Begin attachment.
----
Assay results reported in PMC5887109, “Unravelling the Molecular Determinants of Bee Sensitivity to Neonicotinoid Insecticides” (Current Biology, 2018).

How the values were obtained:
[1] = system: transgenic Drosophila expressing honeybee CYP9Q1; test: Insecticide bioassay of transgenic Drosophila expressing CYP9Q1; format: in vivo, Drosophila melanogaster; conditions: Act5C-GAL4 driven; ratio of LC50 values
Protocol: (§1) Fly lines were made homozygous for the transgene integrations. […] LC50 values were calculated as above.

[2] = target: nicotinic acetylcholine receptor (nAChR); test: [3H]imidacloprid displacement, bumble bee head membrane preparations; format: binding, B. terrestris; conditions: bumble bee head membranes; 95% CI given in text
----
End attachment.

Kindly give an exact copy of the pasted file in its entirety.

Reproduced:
Assay results reported in PMC5887109, “Unravelling the Molecular Determinants of Bee Sensitivity to Neonicotinoid Insecticides” (Current Biology, 2018).

How the values were obtained:
[1] = system: transgenic Drosophila expressing honeybee CYP9Q1; test: Insecticide bioassay of transgenic Drosophila expressing CYP9Q1; format: in vivo, Drosophila melanogaster; conditions: Act5C-GAL4 driven; ratio of LC50 values
Protocol: (§1) Fly lines were made homozygous for the transgene integrations. […] LC50 values were calculated as above.

[2] = target: nicotinic acetylcholine receptor (nAChR); test: [3H]imidacloprid displacement, bumble bee head membrane preparations; format: binding, B. terrestris; conditions: bumble bee head membranes; 95% CI given in text